Town, village prepare for emergencies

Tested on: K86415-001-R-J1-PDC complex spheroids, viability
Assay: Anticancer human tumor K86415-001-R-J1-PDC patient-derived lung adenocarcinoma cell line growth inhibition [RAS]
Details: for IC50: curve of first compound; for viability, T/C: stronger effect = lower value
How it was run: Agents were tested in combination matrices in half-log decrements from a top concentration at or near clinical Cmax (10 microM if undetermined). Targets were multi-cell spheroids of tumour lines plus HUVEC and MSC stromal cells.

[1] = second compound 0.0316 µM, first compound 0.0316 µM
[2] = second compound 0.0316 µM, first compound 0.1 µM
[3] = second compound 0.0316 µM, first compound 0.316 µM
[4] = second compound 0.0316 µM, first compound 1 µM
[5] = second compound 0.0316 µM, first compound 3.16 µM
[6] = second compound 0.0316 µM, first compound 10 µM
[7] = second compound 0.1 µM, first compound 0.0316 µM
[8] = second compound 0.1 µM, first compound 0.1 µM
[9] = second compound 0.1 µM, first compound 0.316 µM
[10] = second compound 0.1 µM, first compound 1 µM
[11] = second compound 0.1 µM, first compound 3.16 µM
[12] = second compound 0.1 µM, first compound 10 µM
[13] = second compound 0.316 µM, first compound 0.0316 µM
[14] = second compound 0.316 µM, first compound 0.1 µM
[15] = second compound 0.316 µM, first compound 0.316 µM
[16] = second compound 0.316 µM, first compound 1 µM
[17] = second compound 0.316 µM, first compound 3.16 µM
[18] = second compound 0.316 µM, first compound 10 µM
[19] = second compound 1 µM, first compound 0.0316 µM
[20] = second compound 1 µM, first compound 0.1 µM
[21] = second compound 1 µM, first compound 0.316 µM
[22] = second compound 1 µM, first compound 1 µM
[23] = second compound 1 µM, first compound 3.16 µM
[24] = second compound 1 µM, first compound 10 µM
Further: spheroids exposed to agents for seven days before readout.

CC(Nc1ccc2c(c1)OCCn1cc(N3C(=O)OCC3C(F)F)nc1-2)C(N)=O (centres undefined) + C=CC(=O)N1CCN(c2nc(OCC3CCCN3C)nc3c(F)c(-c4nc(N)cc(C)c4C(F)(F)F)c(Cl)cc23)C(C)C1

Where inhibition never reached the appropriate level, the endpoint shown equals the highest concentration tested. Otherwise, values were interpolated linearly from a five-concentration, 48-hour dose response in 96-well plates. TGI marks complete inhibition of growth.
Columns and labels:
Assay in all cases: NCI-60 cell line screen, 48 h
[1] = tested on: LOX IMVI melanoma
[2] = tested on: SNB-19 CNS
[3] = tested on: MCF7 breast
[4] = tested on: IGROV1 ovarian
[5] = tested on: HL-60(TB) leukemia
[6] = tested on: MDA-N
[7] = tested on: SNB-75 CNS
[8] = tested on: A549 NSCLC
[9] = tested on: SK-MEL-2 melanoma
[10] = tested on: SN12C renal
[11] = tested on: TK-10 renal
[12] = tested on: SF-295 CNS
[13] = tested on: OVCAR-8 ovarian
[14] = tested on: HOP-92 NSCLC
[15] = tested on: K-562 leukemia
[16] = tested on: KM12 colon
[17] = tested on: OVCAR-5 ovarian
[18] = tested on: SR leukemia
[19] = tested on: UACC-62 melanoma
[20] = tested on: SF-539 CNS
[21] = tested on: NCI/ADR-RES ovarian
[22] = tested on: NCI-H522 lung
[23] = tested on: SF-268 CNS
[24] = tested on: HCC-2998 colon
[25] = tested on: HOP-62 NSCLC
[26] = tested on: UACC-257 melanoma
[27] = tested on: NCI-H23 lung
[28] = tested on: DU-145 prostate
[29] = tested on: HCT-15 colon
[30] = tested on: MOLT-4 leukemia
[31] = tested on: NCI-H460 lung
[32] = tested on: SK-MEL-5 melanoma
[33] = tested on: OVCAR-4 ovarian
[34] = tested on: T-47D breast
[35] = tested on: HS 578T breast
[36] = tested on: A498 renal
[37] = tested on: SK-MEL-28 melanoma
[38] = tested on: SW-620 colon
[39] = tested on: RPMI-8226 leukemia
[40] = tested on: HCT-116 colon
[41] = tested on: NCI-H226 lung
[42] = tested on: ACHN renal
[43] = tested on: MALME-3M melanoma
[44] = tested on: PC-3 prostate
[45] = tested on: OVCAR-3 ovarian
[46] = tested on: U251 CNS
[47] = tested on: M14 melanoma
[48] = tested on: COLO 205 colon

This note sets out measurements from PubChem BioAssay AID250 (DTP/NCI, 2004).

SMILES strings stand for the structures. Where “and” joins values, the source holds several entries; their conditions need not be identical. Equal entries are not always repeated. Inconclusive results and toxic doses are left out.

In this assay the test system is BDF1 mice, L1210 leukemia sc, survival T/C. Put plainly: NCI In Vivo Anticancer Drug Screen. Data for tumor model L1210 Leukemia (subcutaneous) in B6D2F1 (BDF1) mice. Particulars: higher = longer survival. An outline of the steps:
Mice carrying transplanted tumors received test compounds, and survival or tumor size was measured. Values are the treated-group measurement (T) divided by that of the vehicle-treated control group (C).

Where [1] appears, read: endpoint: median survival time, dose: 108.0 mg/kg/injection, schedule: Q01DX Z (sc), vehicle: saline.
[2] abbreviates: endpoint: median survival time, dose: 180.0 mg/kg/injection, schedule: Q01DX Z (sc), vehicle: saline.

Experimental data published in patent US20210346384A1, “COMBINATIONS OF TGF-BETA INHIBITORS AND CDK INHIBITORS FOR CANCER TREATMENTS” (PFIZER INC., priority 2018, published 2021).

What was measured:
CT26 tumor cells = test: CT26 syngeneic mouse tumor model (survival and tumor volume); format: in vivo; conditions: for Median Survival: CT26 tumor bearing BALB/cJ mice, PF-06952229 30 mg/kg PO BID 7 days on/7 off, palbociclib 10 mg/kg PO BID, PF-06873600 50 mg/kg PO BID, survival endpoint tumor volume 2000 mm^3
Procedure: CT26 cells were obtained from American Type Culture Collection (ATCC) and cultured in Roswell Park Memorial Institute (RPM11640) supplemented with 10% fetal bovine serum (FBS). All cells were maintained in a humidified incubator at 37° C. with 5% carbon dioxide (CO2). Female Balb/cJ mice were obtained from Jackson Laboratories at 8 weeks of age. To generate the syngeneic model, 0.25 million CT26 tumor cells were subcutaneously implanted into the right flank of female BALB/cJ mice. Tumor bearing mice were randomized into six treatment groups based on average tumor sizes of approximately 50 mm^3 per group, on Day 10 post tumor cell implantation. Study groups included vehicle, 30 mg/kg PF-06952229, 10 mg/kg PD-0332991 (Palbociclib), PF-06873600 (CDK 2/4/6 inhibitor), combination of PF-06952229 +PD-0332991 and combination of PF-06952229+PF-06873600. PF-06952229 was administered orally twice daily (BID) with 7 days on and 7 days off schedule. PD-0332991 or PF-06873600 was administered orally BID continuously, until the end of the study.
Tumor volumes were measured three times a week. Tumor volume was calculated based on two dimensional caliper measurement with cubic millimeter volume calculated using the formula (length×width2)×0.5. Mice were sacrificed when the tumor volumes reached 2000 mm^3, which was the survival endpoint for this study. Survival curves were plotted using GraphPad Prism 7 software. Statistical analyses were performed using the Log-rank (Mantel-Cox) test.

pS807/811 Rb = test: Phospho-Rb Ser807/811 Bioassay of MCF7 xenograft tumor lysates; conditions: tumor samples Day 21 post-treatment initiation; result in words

WASHINGTON — The village and town boards met at Town Hall on Dec. 5 to discuss a local law to establish a joint disaster preparedness council and a joint emergency services organization for both the town of Washington and the village of Millbrook.In 2007, Supervisor Florence Prisco asked Councilman Michael Murphy to facilitate a committee that would prepare the village and town for the worst. After four years, Murphy and his associates have revamped a joint emergency preparedness plan that cooperates with the village and town.Both the village and town have two separate emergency preparedness plans. However, this new plan will combine both municipalities and bring the plan up to date.The plan now incorporates the village and town because the state and county require those entities to have a written plan that has been approved by both municipalities.“What we are talking about here are things that we hope will never occur, but you have to have a plan in place,” Murphy said. “Think back to Oklahoma City; the attacks in New York City; New Orleans; or more recently with the catastrophe of a snowstorm in Connecticut. We are talking incidences that would require our communities to be self-sufficient for up to a 72-hour period.”The committee that worked with Murphy consisted of a handful of community members who come from various backgrounds, such as former FBI agents, doctors and veterans; all people who have dealt with emergency situations in one way or another.The committee started its work on the plan by looking at what could possibly happen in the town or village that could cause a plan of this magnitude to take place. The committee listed the possible events and ranked them, and then looked at the resources of both the town and village to evaluate when these resources will be exhausted.The group invited neighboring municipalities, such as Pleasant Valley and Amenia, to discuss what actions they would take during an emergency. The committee also talked to the local fire department, police department and EMS to understand the actions they currently take in an emergency.“We wanted to make sure we were on the same page,” Murphy said. “We were not developing a plan that was going to be an operational plan. The plan that we are going to be bringing before the Village Board and Town Board is an administrative plan.”Murphy said after incidences such as the October snowstorm, many people are now starting to blame the municipalities for a lack of preparedness. The plan being put forth will provide documentation explaining who is responsible in the event of a major emergency.The document that the committee has been working on will be the basis of the law. The law will then create an emergency council, which includes starting support groups that will help existing rescue groups, such as the fire department, police force and EMS.“There may be a need for more volunteers to help out,” Murphy said. “So in the document, there is a reference to a support system that involves some volunteers from the community stepping forward during that kind of emergency and saying, ‘I will be willing to stand on a street corner where there is no traffic light and direct traffic.’ This is beyond what the fire or police already do because minimal resources might be stretched beyond capacities.”Another option is developing a police auxiliary, not to enforce justice but to help out during an emergency.The document also calls for an emergency preparedness administrator — potentially a volunteer from the community — who would review changes that could affect the plan since it’s a living document.Murphy emphasized that the document relies on the community for the plan to work.“We are asking you to help with expertise and resources,” Murphy said. “We are using a system of outreach of memoranda of understanding (MOU). We will ask certain people in the community and businesses if they would be interested in sitting down and learning what we might need from them, and ask them to agree in writing to be part of the system if an emergency does occur.”Murphy said the committee was surprised by the amount of people from the community who stepped forward. With the memoranda of understanding, the people who do choose to step forward from the community can be compensated for any of their losses in the event of an emergency.In terms of who will run the operation during an emergency, the town supervisor will act as the chief of the council. If the supervisor is absent, the chain of administration will go to the deputy supervisor, then the village major, and then filter down to the town and village trustees. This leadership will be in effect during the 72-hour period until either the Federal Emergency Management Agency (FEMA) or the county comes in and become the administrators of the emergency.“We think we can respond, we think we have the resources, but some of these things are beyond our capability,” Murphy said. “By having MOUs, by having the plan in place, by having it accepted as a local law between the village and town, it might give us a little bit of edge to get that help much more quickly than if we didn’t have the plan.”The law will be presented to both the town and village boards independently for approval. Both the town and village board agreed to open a public hearing for the proposed law. The emergency preparedness plan has been consolidated into a binder that will be able to be viewed by anyone at the Town Hall.